English II

History of Meteorology in Korea


According to Samguk yusa, Korea’s meteoro- logical history began with Hwanung, the legend- ary founder of Gojoseon, who descended from heaven with 3,000 followers to Sindansu in Tae- baeksan to rule the world, along with his minis- ters of cloud, rain, and wind, who were capable of controlling the basic weather elements. Since the period of the Three Kingdoms, there have been numerous meteorological observation records. During the Goryeo Dynasty, Seoungwan was established and operated as a government office dealing with weather and astronomical phenome- na.

During the Joseon Dynasty period, great prog- ress was made in meteorological observations. During this period, the world’s first rain gauge, Cheugugi, was invented (1441), and a rainfall observation network was built on a national scale 

Moreover, the rst instruments for measuring the

water level of the Cheonggyecheon and the Han- gang were invented. There were also instruments for observing wind direction.

In the 19th century, meteorological observation was modernized when P. G. Von Moellendorf, a German appointed as the Inspector General of Marine Customs by King Gojong, the Emperor of the Joseon Dynasty, installed meteorological instruments at Incheon Port and Wonsan Port in 1884, and another at Busan Port in 1887. Begin- ning in 1904, five temporary weather stations were established in Busan, Mokpo, Incheon, Yongampo, and Wonsan, followed by stations at Seongjin and Jinnampo. These stations formed a meteorological network that laid the foundation for the modern weather service. In 1907, under the umbrella of the Incheon weather station, eight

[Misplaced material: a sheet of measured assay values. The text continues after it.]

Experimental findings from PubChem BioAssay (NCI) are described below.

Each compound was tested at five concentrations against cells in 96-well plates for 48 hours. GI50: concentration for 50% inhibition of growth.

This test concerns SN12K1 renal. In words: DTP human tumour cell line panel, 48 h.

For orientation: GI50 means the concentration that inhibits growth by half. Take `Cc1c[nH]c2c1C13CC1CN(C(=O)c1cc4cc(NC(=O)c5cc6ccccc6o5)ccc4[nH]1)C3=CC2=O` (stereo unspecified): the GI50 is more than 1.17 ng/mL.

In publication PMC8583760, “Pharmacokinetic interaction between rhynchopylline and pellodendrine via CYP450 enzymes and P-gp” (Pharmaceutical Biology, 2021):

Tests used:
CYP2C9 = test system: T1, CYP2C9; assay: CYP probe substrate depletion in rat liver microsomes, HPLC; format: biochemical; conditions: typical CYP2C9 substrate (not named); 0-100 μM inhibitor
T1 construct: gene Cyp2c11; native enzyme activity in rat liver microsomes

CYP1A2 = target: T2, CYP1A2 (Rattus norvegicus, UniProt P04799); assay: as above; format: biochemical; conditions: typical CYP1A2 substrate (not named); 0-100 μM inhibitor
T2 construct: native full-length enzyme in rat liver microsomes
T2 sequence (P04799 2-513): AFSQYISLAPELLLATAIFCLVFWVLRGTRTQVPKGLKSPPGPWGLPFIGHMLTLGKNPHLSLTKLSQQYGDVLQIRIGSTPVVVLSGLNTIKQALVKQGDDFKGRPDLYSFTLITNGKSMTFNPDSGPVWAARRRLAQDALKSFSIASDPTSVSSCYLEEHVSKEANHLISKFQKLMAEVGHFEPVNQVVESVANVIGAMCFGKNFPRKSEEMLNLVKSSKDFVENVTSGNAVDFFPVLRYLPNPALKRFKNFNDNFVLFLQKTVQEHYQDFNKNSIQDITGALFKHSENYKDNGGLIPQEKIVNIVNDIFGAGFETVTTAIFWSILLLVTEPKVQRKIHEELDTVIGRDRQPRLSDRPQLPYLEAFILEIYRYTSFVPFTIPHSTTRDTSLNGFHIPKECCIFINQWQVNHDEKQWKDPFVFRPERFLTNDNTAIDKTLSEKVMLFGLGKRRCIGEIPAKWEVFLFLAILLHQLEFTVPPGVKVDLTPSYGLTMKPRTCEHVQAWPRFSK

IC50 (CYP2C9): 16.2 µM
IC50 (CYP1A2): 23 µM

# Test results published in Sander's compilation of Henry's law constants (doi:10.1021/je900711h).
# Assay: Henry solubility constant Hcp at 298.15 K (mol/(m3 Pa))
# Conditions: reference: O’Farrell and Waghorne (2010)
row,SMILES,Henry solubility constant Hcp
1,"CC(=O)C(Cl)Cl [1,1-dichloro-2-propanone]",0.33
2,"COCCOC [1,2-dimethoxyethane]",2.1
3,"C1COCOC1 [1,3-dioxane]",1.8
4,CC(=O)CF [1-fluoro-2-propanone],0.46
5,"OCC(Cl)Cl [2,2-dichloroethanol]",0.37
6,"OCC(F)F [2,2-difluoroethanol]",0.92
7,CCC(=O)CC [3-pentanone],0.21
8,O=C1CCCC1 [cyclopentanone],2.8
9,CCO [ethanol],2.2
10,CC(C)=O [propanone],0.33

weather stations were established in Gyeongseong (currently Seoul), Pyeongyang, Yongampo, Dae- gu, Busan, Mokpo, Wonsan, and Seongjin. These stations began forecasting the weather as soon as standards for forecasting and storm warnings were established. Additional weather stations were in- stalled in Gangneung (1911), Unggi (1914), and Junggangjin (1914) as parts of the network.

After establishment of the government in 1948, the Ministry of Education took charge of the meteorological service. In 1949, the Central Me- teorological Office was founded as a part of the Ministry of Education. The period from 1949 un- til the 1960s saw the organization of laws and im- provement in the Meteorological Communication (METCOM), which enabled the establishment of an immediate exchange system for meteorological observations and data analysis. All these efforts 

paved the way for international cooperation.

The 1970s was the decade that saw the most improvement since the beginning of modern meteorological service in the nation. The con- temporary meteorological administration and technology system, including digitalization, sat- ellite, and radar-related observation, were built during this period. During the following decade, Korea’s weather service established a solid basis for contemporization with expansion of the mete- orological network, modernization of equipment, implementation of local forecasting, objectifica- tion of forecast data, digitalization of the weather service, and the provision of climate data and industrial meteorological information.